Archive for November, 2009

Comparing Prog. Lang in terms of Operator Precedence

November 20, 2009

(I started this blog post yesterday, saved all my work as a draft, and now it’s gone!  I’m not going to do nearly as much work as I did yesterday, so…)

This post is primarily a request for help from y’all — I’m going to create three rough categories, and ask you to place your favorite language therein, or correct my classification, if you wish…

A twitter follower suggested that programming languages could be compared by how they treat operators.

I’m not an expert, but here’s my take on it:

  • compiled languages, notably C/C++ and Fortran, have very detailed operator precedence and variable rules (such as a scalar variable may only be modified once between any two “sequence points”) — this allows optimizing compilers, etc. to make whatever changes they want, as long as the results are consistent.
  • interpreted/scripting languages, such as Python and Ruby, have operator precedence rules, but not quite as strict — and some have no such rules
  • then there are those that have no operator precedence, for various reasons:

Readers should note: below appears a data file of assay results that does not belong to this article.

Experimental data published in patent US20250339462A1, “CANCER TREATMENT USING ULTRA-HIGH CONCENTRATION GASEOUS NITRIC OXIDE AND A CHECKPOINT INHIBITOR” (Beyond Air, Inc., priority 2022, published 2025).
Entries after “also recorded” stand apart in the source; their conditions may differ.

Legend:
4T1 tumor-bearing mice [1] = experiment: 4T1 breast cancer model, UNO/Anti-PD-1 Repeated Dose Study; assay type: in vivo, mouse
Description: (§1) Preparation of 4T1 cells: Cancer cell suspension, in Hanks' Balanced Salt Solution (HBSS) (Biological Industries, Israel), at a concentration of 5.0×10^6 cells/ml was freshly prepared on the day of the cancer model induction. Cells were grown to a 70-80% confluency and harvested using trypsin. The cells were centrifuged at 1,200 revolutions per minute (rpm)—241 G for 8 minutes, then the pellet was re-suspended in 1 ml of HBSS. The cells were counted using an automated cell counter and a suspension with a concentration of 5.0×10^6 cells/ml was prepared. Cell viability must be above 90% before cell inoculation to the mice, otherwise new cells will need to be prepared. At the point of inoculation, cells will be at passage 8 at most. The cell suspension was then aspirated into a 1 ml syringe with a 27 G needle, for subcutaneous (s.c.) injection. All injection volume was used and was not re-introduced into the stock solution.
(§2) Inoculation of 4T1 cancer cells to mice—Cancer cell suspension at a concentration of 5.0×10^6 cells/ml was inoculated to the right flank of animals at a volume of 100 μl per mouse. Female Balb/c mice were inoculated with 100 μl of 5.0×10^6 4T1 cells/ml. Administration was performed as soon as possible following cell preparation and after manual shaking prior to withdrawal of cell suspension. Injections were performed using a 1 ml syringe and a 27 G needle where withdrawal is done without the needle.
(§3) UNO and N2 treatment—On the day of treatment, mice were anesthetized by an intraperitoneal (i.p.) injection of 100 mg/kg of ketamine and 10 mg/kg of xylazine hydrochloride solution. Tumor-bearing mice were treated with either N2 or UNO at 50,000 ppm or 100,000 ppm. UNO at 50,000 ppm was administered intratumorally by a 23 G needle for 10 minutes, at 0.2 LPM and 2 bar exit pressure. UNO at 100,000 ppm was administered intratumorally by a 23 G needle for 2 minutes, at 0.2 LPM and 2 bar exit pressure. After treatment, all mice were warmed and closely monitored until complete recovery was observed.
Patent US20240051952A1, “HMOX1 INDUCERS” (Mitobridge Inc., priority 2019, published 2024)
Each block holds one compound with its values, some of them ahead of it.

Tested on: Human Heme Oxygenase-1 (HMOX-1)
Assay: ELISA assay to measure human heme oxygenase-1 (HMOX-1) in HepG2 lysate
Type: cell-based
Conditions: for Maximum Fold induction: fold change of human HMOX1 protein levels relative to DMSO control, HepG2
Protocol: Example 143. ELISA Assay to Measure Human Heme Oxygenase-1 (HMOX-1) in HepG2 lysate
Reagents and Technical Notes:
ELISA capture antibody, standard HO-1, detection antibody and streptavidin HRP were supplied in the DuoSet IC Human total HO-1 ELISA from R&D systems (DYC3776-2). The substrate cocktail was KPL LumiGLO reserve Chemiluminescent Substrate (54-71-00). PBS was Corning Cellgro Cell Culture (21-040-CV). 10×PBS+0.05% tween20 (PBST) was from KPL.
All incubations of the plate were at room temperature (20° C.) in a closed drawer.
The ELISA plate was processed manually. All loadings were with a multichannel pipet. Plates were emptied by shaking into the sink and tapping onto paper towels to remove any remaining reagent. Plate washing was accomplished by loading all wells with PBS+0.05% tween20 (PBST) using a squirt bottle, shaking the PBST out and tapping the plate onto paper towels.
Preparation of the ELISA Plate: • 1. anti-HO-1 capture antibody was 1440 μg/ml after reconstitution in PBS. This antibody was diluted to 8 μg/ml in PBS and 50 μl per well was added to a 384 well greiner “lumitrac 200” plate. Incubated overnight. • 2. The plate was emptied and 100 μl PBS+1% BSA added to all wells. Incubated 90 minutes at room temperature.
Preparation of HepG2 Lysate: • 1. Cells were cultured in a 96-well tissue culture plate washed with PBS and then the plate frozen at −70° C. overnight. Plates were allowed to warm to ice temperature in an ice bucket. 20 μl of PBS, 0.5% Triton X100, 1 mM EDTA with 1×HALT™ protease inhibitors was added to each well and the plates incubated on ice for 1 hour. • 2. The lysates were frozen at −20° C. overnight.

Lisp-like languages (I’m studying Clojure, right now) don’t need them because everything is post-fix and parentheses take care of order of operation);
    in SmallTalk, everything is a method, and there are rules about order of operation of arguments/grouping, but nothing more;
    and some languages don’t care, or behave very differently — I’m thinking of OCaml here (the last language I learned), in which, I found, that operators have a lower “precedence” than even function arguments — but as a functional programming language, functions themselves are the primary “object”…  [that’s not quite right, and perhaps pejorative.  Maybe an advocate could explain better]
  • anything else — here’s your chance to weigh in.   Let me know how your favorite language compares. And, Tracy, if you read this, let me know if it helps, or makes sense…